GUSTER "KEEP IT TOGETHER"
Their sound is sunshine and lazy days. They enjoy clever wordplay
and shiny, pretty hooks. Do I even have to tell you that they used to
open for the Barenaked Ladies in order to further illustrate their smiley
limitations? But even if there's nothing magnificent here, every tune
pleases. If I had a beautiful summer home by a lake, this might be my
album of the year. But since I don't, I'll probably end up picking something
more muscular and unpredictable. After all, this much niceness can drive
a person to kill. B+
LIZ PHAIR "LIZ PHAIR"
The reviews have been so grossly, laughably idiotic that I had to think
hard for the last time I rooted so hard for an album to succeed. Not blasphemy,
not a sellout, not a career-ender. Not "Exile in Guyville" either,
but it's probably the most engaging record she's done since that one.
Plus, it rocks like AC/DC without the sexism. Yeah, the song about the
underwear makes me cringe, too. Ditto the first single, a hummable little
number I'd distrust no matter who was singing it. But my biggest complaint
is that she didn't embrace her sellout as brazenly as she could have.
Maybe next time. B+
GEMMA HAYES "NIGHT ON MY SIDE"
She's a sensitive female who can also rock the guitar if she feels so
inclined. And she often does on the first side, which is why it's more
impressive than the intimate, moody second side. There, she risks being
just one more Beth Orton: smart, anti-bimbo, sensible, a flair for electronic
sounds and restless nights alone. Nothing wrong with that per se, but
"Let a Good Thing Go" and "Work to a Calm" are so
bracing simply because they're, well, loud. Enough smart women
can do soft. Smart, loud females are another story entirely. B+
FRUIT BATS "MOUTHFULS"
After doing extensive research, I have determined that no one from the
Shins is in this band. But the confusion is understandable. Both groups
have an acoustic peaceful, easy feeling. Both crank up the amps in only
the most graceful ways possible. Neither singer would harm a fly. So how
come this duo reaches me when the Shins mostly don't? Even I didn't know
for sure. So I kept listening -- and kept enjoying this record more and
more. Despite vague references to clouds the shape of New Jersey, Eric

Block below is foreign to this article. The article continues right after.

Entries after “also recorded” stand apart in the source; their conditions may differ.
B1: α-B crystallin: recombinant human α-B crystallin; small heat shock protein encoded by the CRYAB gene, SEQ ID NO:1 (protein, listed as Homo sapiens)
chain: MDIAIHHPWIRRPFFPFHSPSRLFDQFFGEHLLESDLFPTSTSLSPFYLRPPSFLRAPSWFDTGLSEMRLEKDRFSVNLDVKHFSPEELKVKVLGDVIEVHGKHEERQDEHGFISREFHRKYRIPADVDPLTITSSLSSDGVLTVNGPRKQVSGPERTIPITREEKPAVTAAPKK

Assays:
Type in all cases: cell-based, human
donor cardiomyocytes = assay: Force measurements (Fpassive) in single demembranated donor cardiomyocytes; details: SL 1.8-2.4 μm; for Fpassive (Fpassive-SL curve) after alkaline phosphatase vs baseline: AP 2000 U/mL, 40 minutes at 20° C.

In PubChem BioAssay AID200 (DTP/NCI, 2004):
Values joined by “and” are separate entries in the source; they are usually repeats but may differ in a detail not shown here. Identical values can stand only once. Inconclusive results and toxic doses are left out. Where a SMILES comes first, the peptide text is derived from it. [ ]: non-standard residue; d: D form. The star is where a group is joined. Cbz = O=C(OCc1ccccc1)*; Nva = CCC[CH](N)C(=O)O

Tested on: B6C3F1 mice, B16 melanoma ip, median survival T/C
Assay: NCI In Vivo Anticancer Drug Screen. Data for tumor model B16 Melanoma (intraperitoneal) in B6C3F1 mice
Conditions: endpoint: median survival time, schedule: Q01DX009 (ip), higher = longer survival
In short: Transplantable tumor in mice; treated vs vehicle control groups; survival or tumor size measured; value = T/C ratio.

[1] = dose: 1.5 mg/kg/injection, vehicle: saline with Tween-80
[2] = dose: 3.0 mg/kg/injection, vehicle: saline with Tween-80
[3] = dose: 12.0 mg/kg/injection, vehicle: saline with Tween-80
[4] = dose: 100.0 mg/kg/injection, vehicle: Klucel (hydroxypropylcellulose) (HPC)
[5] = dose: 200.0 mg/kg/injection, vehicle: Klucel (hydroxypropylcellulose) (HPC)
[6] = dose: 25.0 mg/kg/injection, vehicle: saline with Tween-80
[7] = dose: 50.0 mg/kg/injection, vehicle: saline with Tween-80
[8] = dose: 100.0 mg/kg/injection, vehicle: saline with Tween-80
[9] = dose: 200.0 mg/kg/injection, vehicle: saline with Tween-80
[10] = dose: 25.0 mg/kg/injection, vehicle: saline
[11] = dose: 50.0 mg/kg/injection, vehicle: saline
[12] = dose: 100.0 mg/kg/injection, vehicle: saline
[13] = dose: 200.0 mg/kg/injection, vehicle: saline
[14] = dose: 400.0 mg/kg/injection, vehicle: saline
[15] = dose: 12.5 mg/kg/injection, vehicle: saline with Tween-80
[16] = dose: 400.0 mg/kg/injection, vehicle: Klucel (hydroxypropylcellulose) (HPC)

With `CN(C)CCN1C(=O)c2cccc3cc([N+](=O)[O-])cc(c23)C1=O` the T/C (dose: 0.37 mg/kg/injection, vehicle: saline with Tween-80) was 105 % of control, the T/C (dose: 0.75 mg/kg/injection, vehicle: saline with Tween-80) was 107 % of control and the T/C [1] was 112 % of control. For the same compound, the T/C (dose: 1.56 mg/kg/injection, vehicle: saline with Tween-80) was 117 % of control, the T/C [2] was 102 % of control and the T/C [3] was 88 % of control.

Johnson offers hymns, condolences, and kind remarks. And the music isn't
afraid of being flat-out soothing and charming. These guys are friends
with groups whose insular smugness easily irritates me, and yet this band
never falls into that trap. This record is no less evocative or affecting
because it'll piss off a lot of the hipster jerks trained to sneer as
such shocking sincerity. A-
MAN ON THE TRAIN, DIRECTED BY PATRICE LECONTE
Consider me the dumb American. Leconte's film is thoughtful and moving,
but his conceit of two mismatched friends yearning for each other's lives
is (I'll say it) hardly groundbreaking. It's impossible not to love these
two characters. Jean Rochefort and Johnny Hallyday are wonderfully worn-down
and heroic. But if you're looking for a French film that examines our
incurable obsession with the guy next door, go out and find Dominik Moll's
With a Friend Like Harry immediately. Or be content to wait for
its in-the-works Wes Craven remake. B
PIRATES OF THE CARIBBEAN, DIRECTED BY GORE VERBINSKI
A rarity: the hack blockbuster that actually entertains and surprises.
Johnny Depp could have sat back and let his role go broad, but his Jack
Sparrow is a figure of sympathy and humor. Geoffrey Rush could have chewed
the scenery, but his Barbossa is intelligent and dastardly. Everyone else
follows suit, even the director, who rises above his usually aggressive
competency to deliver rousing fun in the summertime. Chronically opposed
to handing Verbinski compliments, I give a lot of credit to a smart script
and a good effects team. But fair is fair. The film could have been a
lot more lazy, but for once the creative types decided to push themselves.
TERMINATOR 3, DIRECTED BY JONATHAN MOSTOW
Where John Connor was the worst part of the last movie, he's the best
part of this one. Nick Stahl has been great in everything from In the
Bedroom to Bully, and he's more than passable as this textbook
anti-hero. And being no Cameron devotee, I wasn't set to hate Mostow's
direction. After all, at their heart U-571 and Breakdown
were well-made retreads, and so he's perfect to do a sequel for this threadbare
franchise. For a film that has no reason to exist, this is solid work.
Better than Return of the Jedi. Better than Back to the Future
III. Now stop. Please. B
Tony Shalhoub, Tony Shalhoub, Tony Shalhoub, Tony Shalhoub. OK, with that
out of the way, what else is there? A show armed to the teeth with quirks.
Writers who devise mystery plots barely as challenging as an Encyclopedia
Brown whodunit. Side characters who will hopefully grow as the series
continues. It all boils down to Tony Shalhoub, Tony Shalhoub, Tony Shalhoub,
Tony Shalhoub, which is enough. But they shouldn't let that Golden Globe
go to their heads just yet. B